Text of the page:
Holocaust Gas Chambers
The Nazis started their use of poison gas in 1939, as a tool for killing mentally and physically disabled patients in hospitals. They called this euthanasia, because they felt that these people were deemed to be unworthy of living, but it was essentially part of their systemic murder. There were six different killing centers throughout Nazi-occupied Europe that were established for this specific purpose. In Bernburg, Brandenburg, Grafeneck, Hartheim, Hadamar and Sonnenstein, people were killed using chemically-created carbon monoxide or lethal injections. The gas seemed to be quicker and easier, though, so it was often the preferred option.
In 1941, Germany invaded the Soviet Union and developed the mobile killing unit known as the Einsatzgruppe, which was focused on mass shootings of civilians. At this time, they started experimenting with the possibility of using killing vans for mass gassing, which allowed them to kill large numbers of women and children without the mental anguish and with a lower expense. Later that year, they decided that shipping Jews to concentration camps or extermination camps would be more effective, both time and cost wise, and started building gas chambers in various camps where they would go on to kill millions of Jews and other 'inferior' citizens.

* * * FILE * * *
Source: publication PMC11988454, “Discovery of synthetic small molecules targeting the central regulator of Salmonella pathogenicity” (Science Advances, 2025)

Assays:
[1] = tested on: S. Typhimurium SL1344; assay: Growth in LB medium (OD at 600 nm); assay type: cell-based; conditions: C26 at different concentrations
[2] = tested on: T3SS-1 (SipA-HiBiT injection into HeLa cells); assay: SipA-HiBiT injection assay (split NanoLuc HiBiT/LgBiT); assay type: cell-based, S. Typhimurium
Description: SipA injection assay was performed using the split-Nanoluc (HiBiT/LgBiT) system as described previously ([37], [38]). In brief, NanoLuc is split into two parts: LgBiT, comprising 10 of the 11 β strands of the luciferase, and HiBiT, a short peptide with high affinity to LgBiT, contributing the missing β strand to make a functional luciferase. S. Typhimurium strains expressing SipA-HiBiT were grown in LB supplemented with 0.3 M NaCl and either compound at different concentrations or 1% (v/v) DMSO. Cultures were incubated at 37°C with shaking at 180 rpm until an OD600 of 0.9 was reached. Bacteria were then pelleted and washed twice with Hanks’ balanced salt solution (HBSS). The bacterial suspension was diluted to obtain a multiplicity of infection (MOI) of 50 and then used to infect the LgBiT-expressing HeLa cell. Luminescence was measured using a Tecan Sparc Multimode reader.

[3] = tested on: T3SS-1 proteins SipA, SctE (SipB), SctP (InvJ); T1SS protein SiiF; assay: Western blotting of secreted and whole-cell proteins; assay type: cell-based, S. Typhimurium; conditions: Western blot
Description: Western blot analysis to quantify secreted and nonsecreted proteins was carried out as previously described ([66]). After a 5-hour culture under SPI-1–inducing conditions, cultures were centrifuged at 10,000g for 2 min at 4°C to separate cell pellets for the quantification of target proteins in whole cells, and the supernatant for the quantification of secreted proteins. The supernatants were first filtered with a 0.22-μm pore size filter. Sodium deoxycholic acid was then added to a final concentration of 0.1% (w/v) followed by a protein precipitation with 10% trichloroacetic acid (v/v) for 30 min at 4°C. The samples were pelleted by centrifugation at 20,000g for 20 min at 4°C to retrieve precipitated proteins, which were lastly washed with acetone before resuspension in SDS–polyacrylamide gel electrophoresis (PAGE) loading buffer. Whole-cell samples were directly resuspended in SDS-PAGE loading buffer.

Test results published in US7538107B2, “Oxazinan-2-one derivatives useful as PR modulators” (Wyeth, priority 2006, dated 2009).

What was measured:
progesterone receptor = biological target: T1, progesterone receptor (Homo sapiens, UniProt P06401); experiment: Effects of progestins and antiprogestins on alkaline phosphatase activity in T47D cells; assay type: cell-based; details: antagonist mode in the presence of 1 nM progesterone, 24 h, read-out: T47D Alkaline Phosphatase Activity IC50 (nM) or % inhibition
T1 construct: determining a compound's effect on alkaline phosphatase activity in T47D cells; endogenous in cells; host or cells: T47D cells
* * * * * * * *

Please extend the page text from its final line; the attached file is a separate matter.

Chelmno, a camp in Poland, was the first to kill people using gas, but it used the mobile van units initially. In 1942, finally, they used stationary gas chambers at Treblinka, Sobibor and Belzec, camps that were all located in Poland. Victims would be unloaded from cattle cars and instructed to undress as they had to shower to be 'disinfected'. Some were beaten or yelled at along the way if they didn't comply. People were told to enter the room (what they thought was a shower) with their arms raised so that more people could fit in. This increased efficiency, but it also killed them faster because more people meant they suffocated faster because there was less oxygen to spare.
At Auschwitz, the largest extermination camp in the Nazi regime during the Holocaust, they wanted a more efficient, effective way to use gas. They experimented with a known fumigation chemical, Zyklon B, which in pellet form became a lethal gas when it hit the open air. It was quick and effective, and became the chosen method for use in gas chambers during the Holocaust in Auschwitz, where at the height of the transits, as many as 6,000 Jews were gassed every single day.